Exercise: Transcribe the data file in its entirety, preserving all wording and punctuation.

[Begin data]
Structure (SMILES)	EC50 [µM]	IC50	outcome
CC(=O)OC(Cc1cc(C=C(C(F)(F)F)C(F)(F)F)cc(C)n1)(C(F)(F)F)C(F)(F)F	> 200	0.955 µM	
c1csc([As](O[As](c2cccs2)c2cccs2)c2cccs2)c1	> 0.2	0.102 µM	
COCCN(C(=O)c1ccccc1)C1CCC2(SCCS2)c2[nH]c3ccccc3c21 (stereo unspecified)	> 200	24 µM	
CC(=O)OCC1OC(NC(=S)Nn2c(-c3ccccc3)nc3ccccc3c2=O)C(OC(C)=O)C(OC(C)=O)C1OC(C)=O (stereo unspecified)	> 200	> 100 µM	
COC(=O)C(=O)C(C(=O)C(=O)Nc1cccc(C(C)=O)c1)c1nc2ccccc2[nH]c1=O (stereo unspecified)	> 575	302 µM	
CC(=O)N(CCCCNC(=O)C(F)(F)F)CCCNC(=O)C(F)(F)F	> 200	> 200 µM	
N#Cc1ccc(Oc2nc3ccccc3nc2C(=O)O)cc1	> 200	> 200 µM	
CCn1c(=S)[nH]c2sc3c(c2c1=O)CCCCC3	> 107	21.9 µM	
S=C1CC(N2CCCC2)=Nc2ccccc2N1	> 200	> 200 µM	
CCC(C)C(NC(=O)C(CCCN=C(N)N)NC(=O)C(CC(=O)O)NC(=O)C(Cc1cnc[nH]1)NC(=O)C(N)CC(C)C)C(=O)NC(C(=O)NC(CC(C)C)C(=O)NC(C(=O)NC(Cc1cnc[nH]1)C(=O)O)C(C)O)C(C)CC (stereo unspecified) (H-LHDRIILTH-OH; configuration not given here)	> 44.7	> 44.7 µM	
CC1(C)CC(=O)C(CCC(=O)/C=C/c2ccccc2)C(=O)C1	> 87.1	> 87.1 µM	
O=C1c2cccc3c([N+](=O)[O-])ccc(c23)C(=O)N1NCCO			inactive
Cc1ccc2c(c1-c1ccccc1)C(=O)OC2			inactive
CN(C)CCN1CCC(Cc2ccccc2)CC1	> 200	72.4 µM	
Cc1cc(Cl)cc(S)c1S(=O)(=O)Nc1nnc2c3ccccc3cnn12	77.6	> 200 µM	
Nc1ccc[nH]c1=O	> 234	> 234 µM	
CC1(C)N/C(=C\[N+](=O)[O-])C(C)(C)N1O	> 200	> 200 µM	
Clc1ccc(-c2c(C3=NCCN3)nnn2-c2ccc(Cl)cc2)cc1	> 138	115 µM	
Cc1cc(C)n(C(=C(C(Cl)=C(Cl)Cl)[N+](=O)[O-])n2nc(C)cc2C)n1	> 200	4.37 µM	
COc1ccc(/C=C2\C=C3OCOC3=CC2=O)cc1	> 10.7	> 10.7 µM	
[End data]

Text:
Structure (SMILES)	EC50 [µM]	IC50	outcome
CC(=O)OC(Cc1cc(C=C(C(F)(F)F)C(F)(F)F)cc(C)n1)(C(F)(F)F)C(F)(F)F	> 200	0.955 µM	
c1csc([As](O[As](c2cccs2)c2cccs2)c2cccs2)c1	> 0.2	0.102 µM	
COCCN(C(=O)c1ccccc1)C1CCC2(SCCS2)c2[nH]c3ccccc3c21 (stereo unspecified)	> 200	24 µM	
CC(=O)OCC1OC(NC(=S)Nn2c(-c3ccccc3)nc3ccccc3c2=O)C(OC(C)=O)C(OC(C)=O)C1OC(C)=O (stereo unspecified)	> 200	> 100 µM	
COC(=O)C(=O)C(C(=O)C(=O)Nc1cccc(C(C)=O)c1)c1nc2ccccc2[nH]c1=O (stereo unspecified)	> 575	302 µM	
CC(=O)N(CCCCNC(=O)C(F)(F)F)CCCNC(=O)C(F)(F)F	> 200	> 200 µM	
N#Cc1ccc(Oc2nc3ccccc3nc2C(=O)O)cc1	> 200	> 200 µM	
CCn1c(=S)[nH]c2sc3c(c2c1=O)CCCCC3	> 107	21.9 µM	
S=C1CC(N2CCCC2)=Nc2ccccc2N1	> 200	> 200 µM	
CCC(C)C(NC(=O)C(CCCN=C(N)N)NC(=O)C(CC(=O)O)NC(=O)C(Cc1cnc[nH]1)NC(=O)C(N)CC(C)C)C(=O)NC(C(=O)NC(CC(C)C)C(=O)NC(C(=O)NC(Cc1cnc[nH]1)C(=O)O)C(C)O)C(C)CC (stereo unspecified) (H-LHDRIILTH-OH; configuration not given here)	> 44.7	> 44.7 µM	
CC1(C)CC(=O)C(CCC(=O)/C=C/c2ccccc2)C(=O)C1	> 87.1	> 87.1 µM	
O=C1c2cccc3c([N+](=O)[O-])ccc(c23)C(=O)N1NCCO			inactive
Cc1ccc2c(c1-c1ccccc1)C(=O)OC2			inactive
CN(C)CCN1CCC(Cc2ccccc2)CC1	> 200	72.4 µM	
Cc1cc(Cl)cc(S)c1S(=O)(=O)Nc1nnc2c3ccccc3cnn12	77.6	> 200 µM	
Nc1ccc[nH]c1=O	> 234	> 234 µM	
CC1(C)N/C(=C\[N+](=O)[O-])C(C)(C)N1O	> 200	> 200 µM	
Clc1ccc(-c2c(C3=NCCN3)nnn2-c2ccc(Cl)cc2)cc1	> 138	115 µM	
Cc1cc(C)n(C(=C(C(Cl)=C(Cl)Cl)[N+](=O)[O-])n2nc(C)cc2C)n1	> 200	4.37 µM	
COc1ccc(/C=C2\C=C3OCOC3=CC2=O)cc1	> 10.7	> 10.7 µM	